Verticoli | Credit: Supplied

Love Letter To A Record: Verticoli On Karnivool’s ‘Sound Awake’

Music Feeds’ Love Letter to a Record series asks artists to reflect on their relationship with the music they love and share stories about how it has influenced their lives. Here, Will Colvin from Nipaluna/Hobart-based alternative-rock trio Verticoli expresses his love for Karnivool’s ‘2009 LP ‘Sound Awake’, following the release of their own new album ‘The Echo’.

Produced by Jon Grace (Dear Seattle, Dune Rats), engineered by Cameron Hull and mixed by Forrester Savell (Karnivool, The Butterfly Effect), the LP is an eclectic collection of alternative rock tracks inspired by what the band describes as their own obsession with music. “Themes include escapism, depression, paranoia, getting punched in the face, and love sickness,” the band explain. “It also touches on confronting a future potentially raising children, reflecting on my own upbringings and relationships within my family.” Listen below.

Verticoli’s Will Colvin’s Love Letter To Karnivool’s Sound Awake

I was a kid playing in my school jazz and symphonic bands when Karnivool’s first album Themata was introduced to me. A truly formative record for a teenager who didn’t know about this kind of music. Edgy, angsty, and melodic. Everything I didn’t feel I was!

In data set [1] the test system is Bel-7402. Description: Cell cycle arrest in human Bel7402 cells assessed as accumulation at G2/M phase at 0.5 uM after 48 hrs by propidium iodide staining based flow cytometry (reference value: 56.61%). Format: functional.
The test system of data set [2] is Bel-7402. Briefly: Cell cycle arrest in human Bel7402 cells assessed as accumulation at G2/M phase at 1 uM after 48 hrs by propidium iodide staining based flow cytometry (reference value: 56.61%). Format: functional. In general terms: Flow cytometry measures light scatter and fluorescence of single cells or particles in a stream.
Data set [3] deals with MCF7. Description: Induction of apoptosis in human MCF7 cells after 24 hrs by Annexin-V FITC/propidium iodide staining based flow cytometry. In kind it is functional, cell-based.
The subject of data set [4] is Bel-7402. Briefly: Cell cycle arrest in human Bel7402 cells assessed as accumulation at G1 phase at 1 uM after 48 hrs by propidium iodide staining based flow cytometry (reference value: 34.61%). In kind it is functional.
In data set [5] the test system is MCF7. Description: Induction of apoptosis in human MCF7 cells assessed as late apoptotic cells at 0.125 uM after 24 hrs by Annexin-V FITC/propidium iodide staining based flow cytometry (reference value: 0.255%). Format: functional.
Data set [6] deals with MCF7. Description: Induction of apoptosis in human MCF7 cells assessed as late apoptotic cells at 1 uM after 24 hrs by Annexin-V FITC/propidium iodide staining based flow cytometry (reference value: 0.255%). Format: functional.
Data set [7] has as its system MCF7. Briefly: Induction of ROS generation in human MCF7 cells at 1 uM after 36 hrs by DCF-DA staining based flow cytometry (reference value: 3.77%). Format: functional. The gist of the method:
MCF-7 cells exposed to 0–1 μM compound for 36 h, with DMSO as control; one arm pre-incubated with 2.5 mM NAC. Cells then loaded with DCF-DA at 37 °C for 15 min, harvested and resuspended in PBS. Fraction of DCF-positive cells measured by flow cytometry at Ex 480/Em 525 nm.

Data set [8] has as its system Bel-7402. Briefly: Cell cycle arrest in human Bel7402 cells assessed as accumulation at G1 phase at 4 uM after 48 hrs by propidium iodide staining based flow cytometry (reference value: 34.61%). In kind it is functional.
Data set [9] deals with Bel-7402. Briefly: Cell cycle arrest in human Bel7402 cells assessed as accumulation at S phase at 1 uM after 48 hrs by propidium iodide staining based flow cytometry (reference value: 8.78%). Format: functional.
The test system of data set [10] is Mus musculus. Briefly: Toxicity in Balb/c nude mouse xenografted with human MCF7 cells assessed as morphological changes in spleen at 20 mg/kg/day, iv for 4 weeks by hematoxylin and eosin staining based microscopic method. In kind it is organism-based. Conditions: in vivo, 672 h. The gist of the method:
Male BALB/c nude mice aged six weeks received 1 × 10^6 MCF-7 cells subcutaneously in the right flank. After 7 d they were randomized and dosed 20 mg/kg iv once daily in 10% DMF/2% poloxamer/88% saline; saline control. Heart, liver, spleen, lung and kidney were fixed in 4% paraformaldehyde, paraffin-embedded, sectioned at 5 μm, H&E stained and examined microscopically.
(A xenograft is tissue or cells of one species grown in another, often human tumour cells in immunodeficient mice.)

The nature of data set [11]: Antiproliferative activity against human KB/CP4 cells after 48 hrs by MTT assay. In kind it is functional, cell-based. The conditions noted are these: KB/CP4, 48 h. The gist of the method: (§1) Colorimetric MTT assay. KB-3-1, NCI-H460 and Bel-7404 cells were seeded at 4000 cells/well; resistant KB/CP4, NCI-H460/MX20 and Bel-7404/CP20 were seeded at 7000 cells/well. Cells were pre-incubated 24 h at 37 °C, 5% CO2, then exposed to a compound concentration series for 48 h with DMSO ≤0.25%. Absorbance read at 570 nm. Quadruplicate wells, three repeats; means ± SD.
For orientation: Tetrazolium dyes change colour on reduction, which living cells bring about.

Four long years later and Sound Awake came. Sophomore records can be so difficult (fingers crossed for ours), but it blew me away. It had all the edginess of Themata but with such polish and gravity. The instrumentation was nothing I’d ever heard. There is no album I have played more, primarily due to me repeatedly playing it in my parents’ garage, trying to learn Steve Judd’s incredible drum parts.

Every song is a highlight for me. ‘Set Fire to the Hive’ explodes with anger, ‘New Day’ soars into a crescendo of joy, and the epic ‘Change’ reinvents how to close an album, just to name a few.

Sound Awake really instilled in me the idea of a band of great musicians writing the music they wanted to play. Not to be popular, not to fit in a scene or genre, and definitely not to write a 3-minute song for radio play. Writing and playing what they wanted to play, and people loving them for that. It is something I have and will continue to strive for.

What a treat for me to then be able to have the producer, engineer, and mixer on ‘Sound Awake’, Forrester Savell, mix and master our new album, The Echo. A small connection to a formative album that I will never get sick of.

Further Reading:

Love Letter to a Record: The Grogans on The Brian Jonestown Massacre’s ‘Revelation’

Love Letter To A Record: The Delta Riggs On The Sleepy Jackson’s ‘Lovers’

Love Letter to a Record: Jess Day on Paramore’s ‘Brand New Eyes’

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